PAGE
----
Legislative battle looms over Colorado disclosure laws

By David O. Williams
Real AspenDecember 1, 2010
Colorado Sen. Gail Schwartz was named chair of the Senate Agriculture, Livestock and Natural Resource Committee on Tuesday. That's exactly the kind of high-profile post the GOP was trying to keep her from when it smeared her with the “most tasteless” mailers of the most recent campaign cycle.

Meanwhile, the head of the conservative nonprofit behind the mailers maintained in an interview Tuesday that “we engaged in no electioneering or 527 activity and always follow the law.”

Colorado Sen. Gail Schwartz

Donald Ferguson, the group's executive director, clarified that the mailers featuring Schwartz’s face on Donald Trump’s body with the tagline “You’re Fired!” were paid for by the registered 501(c)4 “social welfare” nonprofit, Western Tradition Partnership (WTP), not an associated 527 group called Western Tradition Partnership Education Fund. Under federal law, 501(c)4 groups are allowed to engage in political activity up to 50 percent of the nonprofit’s overall purpose, with very few disclosure requirements in terms of funding. There are more stringent requirements for 527 groups in Colorado.

Ferguson also said Western Tradition Partnership Education Fund, registered to an attorney with Colorado Secretary of State-elect Scott Gessler’s law firm, Hackstaff Gessler of Denver, did not engage in any political activity this year.

The office of current Colorado Secretary of State Bernie Buescher, a Democrat, could find no evidence of an independent expenditure or electioneering report filed by Western Tradition Partnership in Schwartz’s hard-fought state Senate District 5 (Aspen area) campaign, which Schwartz narrowly won.

Schwartz, a Snowmass Democrat, and the election watchdog group Colorado Ethics Watch are looking into whether that constitutes a campaign violation and twarrants a formal complaint with the secretary of state. Ethics Watch director Luis Toro yesterday said his organization is still investigating the matter.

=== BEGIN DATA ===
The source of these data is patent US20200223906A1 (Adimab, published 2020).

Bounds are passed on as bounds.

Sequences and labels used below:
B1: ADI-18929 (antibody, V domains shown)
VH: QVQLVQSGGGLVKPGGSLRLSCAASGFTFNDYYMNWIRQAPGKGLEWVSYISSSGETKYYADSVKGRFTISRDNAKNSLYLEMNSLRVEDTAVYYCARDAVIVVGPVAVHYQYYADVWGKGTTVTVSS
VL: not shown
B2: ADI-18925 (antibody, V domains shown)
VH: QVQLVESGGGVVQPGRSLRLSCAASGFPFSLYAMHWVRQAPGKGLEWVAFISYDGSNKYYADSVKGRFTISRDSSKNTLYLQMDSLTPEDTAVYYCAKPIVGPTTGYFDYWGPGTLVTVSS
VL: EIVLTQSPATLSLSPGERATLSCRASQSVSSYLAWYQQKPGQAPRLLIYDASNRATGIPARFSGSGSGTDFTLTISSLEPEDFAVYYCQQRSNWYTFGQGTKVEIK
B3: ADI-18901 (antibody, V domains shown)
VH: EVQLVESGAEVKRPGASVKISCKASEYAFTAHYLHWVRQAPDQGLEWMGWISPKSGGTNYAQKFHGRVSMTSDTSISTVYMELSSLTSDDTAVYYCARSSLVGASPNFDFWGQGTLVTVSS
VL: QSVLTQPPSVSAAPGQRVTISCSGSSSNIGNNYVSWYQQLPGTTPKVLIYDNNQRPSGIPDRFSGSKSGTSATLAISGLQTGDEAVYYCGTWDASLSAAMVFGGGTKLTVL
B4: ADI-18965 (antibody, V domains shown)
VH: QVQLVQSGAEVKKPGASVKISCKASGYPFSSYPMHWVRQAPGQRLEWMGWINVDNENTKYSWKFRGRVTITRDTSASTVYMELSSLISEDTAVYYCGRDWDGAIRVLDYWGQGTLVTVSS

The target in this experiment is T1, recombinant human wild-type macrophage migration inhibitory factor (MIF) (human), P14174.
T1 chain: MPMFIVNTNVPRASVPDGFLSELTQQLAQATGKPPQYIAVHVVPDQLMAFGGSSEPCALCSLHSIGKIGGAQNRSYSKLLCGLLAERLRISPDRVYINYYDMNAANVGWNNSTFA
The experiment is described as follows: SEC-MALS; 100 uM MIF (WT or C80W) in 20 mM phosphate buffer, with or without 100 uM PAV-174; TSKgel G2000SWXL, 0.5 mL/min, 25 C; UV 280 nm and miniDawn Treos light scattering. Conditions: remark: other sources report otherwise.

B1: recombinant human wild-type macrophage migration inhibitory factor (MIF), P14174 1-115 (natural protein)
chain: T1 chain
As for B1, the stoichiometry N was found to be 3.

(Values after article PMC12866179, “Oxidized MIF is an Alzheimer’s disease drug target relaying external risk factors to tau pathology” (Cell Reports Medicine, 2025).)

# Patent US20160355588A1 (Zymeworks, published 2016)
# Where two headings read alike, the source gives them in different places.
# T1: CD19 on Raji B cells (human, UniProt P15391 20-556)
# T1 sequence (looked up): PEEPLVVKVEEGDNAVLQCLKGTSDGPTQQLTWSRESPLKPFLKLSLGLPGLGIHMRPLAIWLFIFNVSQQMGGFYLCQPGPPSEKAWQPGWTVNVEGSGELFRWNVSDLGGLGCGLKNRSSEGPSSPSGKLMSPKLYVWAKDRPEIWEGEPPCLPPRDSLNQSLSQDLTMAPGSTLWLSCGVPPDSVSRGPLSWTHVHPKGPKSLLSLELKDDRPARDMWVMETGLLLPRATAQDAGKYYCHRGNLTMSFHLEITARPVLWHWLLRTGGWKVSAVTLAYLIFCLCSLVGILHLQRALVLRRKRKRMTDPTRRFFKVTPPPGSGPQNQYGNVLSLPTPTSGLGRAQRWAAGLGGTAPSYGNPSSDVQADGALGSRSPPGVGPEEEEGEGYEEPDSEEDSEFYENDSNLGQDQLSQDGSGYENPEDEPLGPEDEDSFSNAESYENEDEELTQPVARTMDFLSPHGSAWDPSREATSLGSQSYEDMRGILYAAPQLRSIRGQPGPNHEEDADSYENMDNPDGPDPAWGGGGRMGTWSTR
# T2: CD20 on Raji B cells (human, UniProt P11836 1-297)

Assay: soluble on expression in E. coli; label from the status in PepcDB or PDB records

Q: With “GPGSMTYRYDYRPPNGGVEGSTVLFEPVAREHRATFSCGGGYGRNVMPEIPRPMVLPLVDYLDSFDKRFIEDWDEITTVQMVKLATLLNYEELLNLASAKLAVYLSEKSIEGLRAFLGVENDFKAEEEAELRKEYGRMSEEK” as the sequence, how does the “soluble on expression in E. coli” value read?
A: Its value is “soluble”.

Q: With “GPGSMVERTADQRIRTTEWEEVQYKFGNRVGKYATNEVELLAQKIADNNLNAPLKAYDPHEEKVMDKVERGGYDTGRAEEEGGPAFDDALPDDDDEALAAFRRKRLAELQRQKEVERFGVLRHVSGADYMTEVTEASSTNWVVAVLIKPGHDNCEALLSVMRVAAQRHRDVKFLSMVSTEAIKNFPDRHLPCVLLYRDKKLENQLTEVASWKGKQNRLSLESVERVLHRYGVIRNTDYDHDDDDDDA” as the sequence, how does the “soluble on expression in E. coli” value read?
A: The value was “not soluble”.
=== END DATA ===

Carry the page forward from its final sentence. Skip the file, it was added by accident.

Critics say WTP is a coal, oil and gas industry front group targeting Democrats and moderate Republicans who favor alternative energy. On its website, the group characterizes such politicians as “Gang Green” and says it’s “dedicated to fighting environmental extremism.”

Schwartz was instrumental last legislative session in passing the second highest renewable energy standard (RES) in the nation (30 percent by 2020) and the Clean Air Clean Jobs Act, which converts coal-fired power plants to cleaner-burning natural gas. WTP claims those measures will kill high-paying traditional energy jobs.

State Sen. Morgan Carroll last week said that Western Tradition Partnership has been “one of the worst actors” in Colorado politics the last several years, contributing to conservatives 527 groups and hiding behind the cloak of its 501(c)4 nonprofit status.

Named chairwoman of the Senate Judiciary Committee on Tuesday, Carroll said she will pursue a bill to make Colorado the first state in the nation to compel 501(c)4 nonprofit “social welfare” groups to divulge donors contributing to political activity.

“This is simply an attempt by incumbent politicians to silence dissent and deny Coloradans their constitutionally guaranteed right to petition their elected officials,” Ferguson wrote in an e-mail.

Donald Ferguson

“WTP has been forced on more than one occasion to take these kind of officials to court to enforce the law and our constitutional protections,” he added. “Courts have always ruled in our favor for one simple reason — the law and the Constitution are on our side.”

Carroll said she is close to figuring out how the state could compel disclosure of donors whose funds are earmarked for political activities, so that even if a 501(c)4 is “mixed-purpose” — with half of its activities falling under social welfare — the political lobbying side would be subject to public scrutiny. That way the first amendment protections afforded the legitimate social welfare side of the operation would be kept in place.

“One of the things that we have seen out of this election cycle is … I am just going to use the word laundering,” Carroll said last week. “There were a lot of layers of C4’s that were created for purely political purposes and then the C4 would donate to a 527.”

Carroll championed a bill in 2007 that compelled 527 groups to disclose donors and expenditures.

State Sen. Morgan Carroll

“The whole point of that bill that I carried was that you could see the money in and the money out of the 527,” Carroll said. “Well, they will have the good government C4 gave to the 527 and the limited government C4 will give to the 527.”

Carroll argues citizens would then be able to see what groups are behind a particular ad campaign and make informed voting decisions accordingly.


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